In more and more RPGs ammo is starting to weight. Carrying an armory in S.T.A.L.K.E.R. was impossible, and in other games such as Oblivion or Neverwinter Nights how much you carried was dependent on your character build. Most of the time, you would have only what you felt most confident with, storing the rest somewhere safe. If we allowed players to pick up everything, would they become “invincible”? The short answer, No. If an RPG has a limited inventory size, combined with weight, nobody will be able to carry about ten machineguns, a few tons of shells and a few suits of armor.
Let us address another problem. What if a player decided to make multiple hauls, there an back, to bring back all the loot he found? The simple answer in this case is, item state. If you just blew up somebody with a grenade, even if he had some priceless suit of armor, it is unlikely there is anything left of it. You might try repairing it for yourself, but selling it would not be cost-efficient (you spend more on repairs than the sale would bring).
What of the Fantasy loot problem? One idea is following logic and allowing the player to have as much gold as he wants. After all, he will spend it on better gear, which he will need to face tougher foes. These new, far more dangerous foes, could force the player to plan ahead. For example, fighting a dragon could call for something more than a sword and shield. Some sort of incredibly expensive fire resistance amulet? Ballista? Who knows. Of course, we have magic, but magic costs as well. You need spell components, something a lot of games do not actually include. If you needed a Demon’s horn to actually cast some Hellish Fireball it would be far more satisfying (if done properly) than simply using up 15 mana.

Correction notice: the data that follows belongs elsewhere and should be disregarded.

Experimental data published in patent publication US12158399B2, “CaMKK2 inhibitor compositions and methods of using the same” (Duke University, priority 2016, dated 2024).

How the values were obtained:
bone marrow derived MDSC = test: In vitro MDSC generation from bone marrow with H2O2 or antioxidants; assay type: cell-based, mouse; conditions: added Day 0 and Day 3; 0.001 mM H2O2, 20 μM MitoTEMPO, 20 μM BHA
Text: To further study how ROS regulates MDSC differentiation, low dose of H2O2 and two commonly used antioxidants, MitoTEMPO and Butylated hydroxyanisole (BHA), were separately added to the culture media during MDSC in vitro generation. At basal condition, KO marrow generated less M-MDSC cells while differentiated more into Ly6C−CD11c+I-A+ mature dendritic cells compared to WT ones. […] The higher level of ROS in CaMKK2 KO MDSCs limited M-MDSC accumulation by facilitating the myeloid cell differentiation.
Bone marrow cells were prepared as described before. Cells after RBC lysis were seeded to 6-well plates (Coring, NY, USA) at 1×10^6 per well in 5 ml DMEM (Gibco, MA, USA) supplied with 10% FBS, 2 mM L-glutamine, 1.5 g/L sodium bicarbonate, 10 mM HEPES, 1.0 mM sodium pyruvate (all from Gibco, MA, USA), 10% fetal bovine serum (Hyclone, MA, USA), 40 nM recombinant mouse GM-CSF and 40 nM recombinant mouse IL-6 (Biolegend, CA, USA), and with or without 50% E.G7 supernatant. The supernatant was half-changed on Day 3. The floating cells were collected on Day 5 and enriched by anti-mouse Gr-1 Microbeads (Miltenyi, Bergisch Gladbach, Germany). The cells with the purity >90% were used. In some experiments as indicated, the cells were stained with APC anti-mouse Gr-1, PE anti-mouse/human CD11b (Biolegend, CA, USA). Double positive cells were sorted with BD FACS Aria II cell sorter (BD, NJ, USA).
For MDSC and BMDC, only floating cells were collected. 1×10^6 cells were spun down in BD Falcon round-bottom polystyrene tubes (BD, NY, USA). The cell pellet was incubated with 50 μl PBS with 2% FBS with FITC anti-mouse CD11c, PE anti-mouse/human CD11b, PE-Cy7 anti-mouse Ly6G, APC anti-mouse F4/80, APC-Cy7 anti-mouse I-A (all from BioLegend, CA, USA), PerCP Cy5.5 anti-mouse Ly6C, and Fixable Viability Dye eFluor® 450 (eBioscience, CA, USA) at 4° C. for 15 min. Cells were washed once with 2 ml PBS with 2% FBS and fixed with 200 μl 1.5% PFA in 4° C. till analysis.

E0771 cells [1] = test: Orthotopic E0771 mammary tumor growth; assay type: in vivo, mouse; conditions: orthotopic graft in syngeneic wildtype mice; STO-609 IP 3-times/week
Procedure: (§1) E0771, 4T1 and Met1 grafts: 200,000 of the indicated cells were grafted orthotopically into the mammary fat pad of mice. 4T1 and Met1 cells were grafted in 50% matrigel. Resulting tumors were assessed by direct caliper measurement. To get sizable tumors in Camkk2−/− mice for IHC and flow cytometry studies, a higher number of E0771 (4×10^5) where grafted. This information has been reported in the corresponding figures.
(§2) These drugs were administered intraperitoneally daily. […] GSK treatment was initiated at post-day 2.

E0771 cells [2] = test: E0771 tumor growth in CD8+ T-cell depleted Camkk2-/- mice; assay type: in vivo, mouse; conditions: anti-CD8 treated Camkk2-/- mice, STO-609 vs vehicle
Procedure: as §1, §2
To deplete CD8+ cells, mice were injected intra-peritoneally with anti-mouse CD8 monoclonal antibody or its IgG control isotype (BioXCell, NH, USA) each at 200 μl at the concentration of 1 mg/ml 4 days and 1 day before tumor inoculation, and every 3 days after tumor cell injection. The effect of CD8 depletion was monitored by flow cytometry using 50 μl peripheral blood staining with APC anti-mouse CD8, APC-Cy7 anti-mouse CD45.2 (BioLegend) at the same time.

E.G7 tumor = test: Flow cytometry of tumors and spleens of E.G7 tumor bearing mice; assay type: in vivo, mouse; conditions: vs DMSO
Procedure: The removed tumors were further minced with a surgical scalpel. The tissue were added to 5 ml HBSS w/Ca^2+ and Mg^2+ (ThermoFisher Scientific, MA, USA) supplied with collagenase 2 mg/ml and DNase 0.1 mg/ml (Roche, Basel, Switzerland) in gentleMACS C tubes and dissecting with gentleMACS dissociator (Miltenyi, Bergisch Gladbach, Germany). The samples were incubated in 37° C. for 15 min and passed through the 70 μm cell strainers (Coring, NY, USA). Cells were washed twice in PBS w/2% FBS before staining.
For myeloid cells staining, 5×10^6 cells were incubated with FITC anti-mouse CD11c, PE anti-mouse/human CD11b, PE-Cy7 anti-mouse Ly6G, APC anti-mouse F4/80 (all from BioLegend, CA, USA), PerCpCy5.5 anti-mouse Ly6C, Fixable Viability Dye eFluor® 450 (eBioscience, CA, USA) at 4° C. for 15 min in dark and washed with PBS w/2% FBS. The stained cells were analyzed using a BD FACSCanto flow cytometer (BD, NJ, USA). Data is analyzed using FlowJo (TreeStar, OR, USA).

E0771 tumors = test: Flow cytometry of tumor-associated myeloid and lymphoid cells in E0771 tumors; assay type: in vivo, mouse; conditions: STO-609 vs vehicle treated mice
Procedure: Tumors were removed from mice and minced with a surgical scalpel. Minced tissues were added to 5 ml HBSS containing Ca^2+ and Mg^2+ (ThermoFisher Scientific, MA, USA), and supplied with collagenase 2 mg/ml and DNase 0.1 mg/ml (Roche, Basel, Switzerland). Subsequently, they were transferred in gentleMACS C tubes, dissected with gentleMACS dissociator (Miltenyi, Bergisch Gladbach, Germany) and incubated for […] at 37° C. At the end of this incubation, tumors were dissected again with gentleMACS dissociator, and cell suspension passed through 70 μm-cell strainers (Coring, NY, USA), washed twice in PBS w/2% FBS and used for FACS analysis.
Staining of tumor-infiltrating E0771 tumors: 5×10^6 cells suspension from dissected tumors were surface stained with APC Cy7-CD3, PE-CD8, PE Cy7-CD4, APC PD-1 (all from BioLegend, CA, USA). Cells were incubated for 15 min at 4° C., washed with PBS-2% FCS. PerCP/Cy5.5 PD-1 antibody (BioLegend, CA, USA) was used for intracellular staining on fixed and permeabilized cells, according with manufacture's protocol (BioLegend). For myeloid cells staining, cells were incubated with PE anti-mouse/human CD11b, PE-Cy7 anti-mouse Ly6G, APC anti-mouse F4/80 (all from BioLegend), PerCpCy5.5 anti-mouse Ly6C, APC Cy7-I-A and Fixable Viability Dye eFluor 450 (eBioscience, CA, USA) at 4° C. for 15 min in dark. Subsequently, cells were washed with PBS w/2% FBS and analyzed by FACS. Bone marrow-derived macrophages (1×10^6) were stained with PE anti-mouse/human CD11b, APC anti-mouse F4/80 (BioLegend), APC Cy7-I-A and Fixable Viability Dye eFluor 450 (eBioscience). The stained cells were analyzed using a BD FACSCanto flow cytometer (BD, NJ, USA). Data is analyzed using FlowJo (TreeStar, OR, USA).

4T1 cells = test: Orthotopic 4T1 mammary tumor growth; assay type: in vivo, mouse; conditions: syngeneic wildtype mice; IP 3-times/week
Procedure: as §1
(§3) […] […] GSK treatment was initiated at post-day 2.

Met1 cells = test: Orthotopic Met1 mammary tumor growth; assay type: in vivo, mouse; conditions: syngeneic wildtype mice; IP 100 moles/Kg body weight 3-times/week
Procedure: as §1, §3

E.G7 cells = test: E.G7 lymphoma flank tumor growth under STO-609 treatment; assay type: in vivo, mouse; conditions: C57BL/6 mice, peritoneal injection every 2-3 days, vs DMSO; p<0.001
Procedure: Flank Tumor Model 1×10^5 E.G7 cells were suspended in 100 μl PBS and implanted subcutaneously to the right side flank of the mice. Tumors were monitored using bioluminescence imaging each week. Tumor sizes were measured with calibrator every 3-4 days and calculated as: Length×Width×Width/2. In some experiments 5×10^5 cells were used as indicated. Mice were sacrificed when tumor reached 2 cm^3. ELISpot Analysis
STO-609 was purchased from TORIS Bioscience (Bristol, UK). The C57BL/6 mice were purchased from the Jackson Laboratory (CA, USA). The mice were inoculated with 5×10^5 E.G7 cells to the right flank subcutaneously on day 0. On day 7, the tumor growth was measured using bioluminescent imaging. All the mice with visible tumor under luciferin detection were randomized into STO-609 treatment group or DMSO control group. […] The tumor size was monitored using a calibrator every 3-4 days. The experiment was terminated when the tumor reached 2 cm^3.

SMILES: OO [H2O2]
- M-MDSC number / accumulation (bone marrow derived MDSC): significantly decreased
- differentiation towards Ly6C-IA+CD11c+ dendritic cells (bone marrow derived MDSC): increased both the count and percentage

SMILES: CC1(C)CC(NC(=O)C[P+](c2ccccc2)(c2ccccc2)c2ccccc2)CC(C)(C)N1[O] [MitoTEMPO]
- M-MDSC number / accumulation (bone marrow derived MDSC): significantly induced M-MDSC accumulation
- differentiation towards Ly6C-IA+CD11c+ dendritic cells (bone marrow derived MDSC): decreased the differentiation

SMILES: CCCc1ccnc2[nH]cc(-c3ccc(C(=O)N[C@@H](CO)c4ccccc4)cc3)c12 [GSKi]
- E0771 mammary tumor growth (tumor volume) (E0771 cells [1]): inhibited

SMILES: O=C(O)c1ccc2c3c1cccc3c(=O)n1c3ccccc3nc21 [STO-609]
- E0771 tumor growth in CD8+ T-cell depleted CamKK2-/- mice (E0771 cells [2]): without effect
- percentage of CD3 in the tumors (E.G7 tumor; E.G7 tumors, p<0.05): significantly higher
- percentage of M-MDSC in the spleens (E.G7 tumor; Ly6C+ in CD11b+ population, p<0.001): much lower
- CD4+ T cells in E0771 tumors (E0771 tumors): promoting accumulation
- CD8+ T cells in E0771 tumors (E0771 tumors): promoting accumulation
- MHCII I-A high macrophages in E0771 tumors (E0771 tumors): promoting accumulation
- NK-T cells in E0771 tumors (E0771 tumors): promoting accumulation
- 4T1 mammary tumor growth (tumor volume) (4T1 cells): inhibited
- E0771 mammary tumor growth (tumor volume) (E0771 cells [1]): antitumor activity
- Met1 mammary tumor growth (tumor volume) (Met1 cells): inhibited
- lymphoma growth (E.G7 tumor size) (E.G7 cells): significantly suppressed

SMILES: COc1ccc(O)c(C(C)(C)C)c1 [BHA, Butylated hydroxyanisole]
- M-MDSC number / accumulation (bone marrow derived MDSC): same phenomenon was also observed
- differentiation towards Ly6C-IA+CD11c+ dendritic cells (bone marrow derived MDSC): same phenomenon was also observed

There is another side of the coin to all this, the way how games are often structured. At the start of the game you will gather mediocre or low tier loot. As you gain in levels or progress through the story you will get access to far better gear. The problem? It costs way more than any loot you might had gathered so far. Fanatyk sums it up nicely in his inflation article. The sad fact often is that the “Top Level” gear is only marginally better than what you had moments ago, but you have to decide on how you spend all the hard earned cash. You can keep on upgrading your weapons a step at a time, or wait patiently until something even better pops-up (or you find something).
Survival Horror games that actually want to be Survival Horror games, will have to address this clearly. After all, artificially creating incredibly tough situations, by making something drop a pathetically small amount of supplies is not “realistic”. Balance can be achieved in other ways than telling the player “It’s just the way things are!”. In Project Zomboid, for example, you can loot dead survivors, and they will usually have a decent amount of gear on them. Like a true Survival Horror game, PZ will give you a choice on how to use these new resources. Store them for later, or use them. There is no complicated philosophy here. Give the player a full palette of choices, and allow him to decide. Do not decide for him!
Of course, the problem comes with designing such an open and free world. You cannot always offer a player limitless freedom, but you should not shy away from trying. After all, the challenge does not come only from obtaining plenty of loot, but also from using it properly.
Alex “WriterX” Bielski